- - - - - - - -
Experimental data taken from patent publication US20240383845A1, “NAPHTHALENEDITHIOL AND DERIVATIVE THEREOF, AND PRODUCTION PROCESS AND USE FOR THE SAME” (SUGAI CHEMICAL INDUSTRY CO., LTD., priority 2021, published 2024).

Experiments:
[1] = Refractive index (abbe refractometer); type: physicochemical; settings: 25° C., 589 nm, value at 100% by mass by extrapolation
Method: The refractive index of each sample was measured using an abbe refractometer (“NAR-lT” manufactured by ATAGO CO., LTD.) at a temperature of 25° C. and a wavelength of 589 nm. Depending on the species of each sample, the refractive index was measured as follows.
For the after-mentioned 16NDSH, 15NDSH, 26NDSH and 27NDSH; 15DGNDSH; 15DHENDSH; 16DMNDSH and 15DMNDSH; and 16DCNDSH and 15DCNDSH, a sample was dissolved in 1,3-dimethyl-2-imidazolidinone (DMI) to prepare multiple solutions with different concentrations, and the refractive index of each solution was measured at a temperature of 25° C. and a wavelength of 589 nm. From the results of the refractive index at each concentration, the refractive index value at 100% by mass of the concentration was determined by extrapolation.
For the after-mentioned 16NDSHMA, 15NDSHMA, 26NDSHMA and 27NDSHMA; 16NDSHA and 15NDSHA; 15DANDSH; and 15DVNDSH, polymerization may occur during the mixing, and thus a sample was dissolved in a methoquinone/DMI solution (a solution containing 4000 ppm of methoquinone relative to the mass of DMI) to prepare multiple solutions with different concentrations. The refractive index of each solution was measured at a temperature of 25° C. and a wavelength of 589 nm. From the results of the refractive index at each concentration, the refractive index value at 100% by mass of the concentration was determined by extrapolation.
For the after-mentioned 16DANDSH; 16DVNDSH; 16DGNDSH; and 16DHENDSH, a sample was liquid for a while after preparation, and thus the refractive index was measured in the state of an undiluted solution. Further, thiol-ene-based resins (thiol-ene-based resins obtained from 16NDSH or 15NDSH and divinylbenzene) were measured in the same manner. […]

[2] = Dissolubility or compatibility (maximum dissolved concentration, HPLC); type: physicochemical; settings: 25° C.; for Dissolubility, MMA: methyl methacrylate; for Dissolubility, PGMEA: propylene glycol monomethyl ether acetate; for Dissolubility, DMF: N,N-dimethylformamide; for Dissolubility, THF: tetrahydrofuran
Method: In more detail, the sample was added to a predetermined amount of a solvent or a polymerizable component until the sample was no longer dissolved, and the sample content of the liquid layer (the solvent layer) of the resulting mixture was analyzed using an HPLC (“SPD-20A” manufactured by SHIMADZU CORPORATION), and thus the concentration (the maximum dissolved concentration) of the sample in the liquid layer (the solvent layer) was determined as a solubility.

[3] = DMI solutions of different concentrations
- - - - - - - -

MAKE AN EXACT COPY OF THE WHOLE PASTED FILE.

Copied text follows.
Experimental data taken from patent publication US20240383845A1, “NAPHTHALENEDITHIOL AND DERIVATIVE THEREOF, AND PRODUCTION PROCESS AND USE FOR THE SAME” (SUGAI CHEMICAL INDUSTRY CO., LTD., priority 2021, published 2024).

Experiments:
[1] = Refractive index (abbe refractometer); type: physicochemical; settings: 25° C., 589 nm, value at 100% by mass by extrapolation
Method: The refractive index of each sample was measured using an abbe refractometer (“NAR-lT” manufactured by ATAGO CO., LTD.) at a temperature of 25° C. and a wavelength of 589 nm. Depending on the species of each sample, the refractive index was measured as follows.
For the after-mentioned 16NDSH, 15NDSH, 26NDSH and 27NDSH; 15DGNDSH; 15DHENDSH; 16DMNDSH and 15DMNDSH; and 16DCNDSH and 15DCNDSH, a sample was dissolved in 1,3-dimethyl-2-imidazolidinone (DMI) to prepare multiple solutions with different concentrations, and the refractive index of each solution was measured at a temperature of 25° C. and a wavelength of 589 nm. From the results of the refractive index at each concentration, the refractive index value at 100% by mass of the concentration was determined by extrapolation.
For the after-mentioned 16NDSHMA, 15NDSHMA, 26NDSHMA and 27NDSHMA; 16NDSHA and 15NDSHA; 15DANDSH; and 15DVNDSH, polymerization may occur during the mixing, and thus a sample was dissolved in a methoquinone/DMI solution (a solution containing 4000 ppm of methoquinone relative to the mass of DMI) to prepare multiple solutions with different concentrations. The refractive index of each solution was measured at a temperature of 25° C. and a wavelength of 589 nm. From the results of the refractive index at each concentration, the refractive index value at 100% by mass of the concentration was determined by extrapolation.
For the after-mentioned 16DANDSH; 16DVNDSH; 16DGNDSH; and 16DHENDSH, a sample was liquid for a while after preparation, and thus the refractive index was measured in the state of an undiluted solution. Further, thiol-ene-based resins (thiol-ene-based resins obtained from 16NDSH or 15NDSH and divinylbenzene) were measured in the same manner. […]

[2] = Dissolubility or compatibility (maximum dissolved concentration, HPLC); type: physicochemical; settings: 25° C.; for Dissolubility, MMA: methyl methacrylate; for Dissolubility, PGMEA: propylene glycol monomethyl ether acetate; for Dissolubility, DMF: N,N-dimethylformamide; for Dissolubility, THF: tetrahydrofuran
Method: In more detail, the sample was added to a predetermined amount of a solvent or a polymerizable component until the sample was no longer dissolved, and the sample content of the liquid layer (the solvent layer) of the resulting mixture was analyzed using an HPLC (“SPD-20A” manufactured by SHIMADZU CORPORATION), and thus the concentration (the maximum dissolved concentration) of the sample in the liquid layer (the solvent layer) was determined as a solubility.

[3] = DMI solutions of different concentrations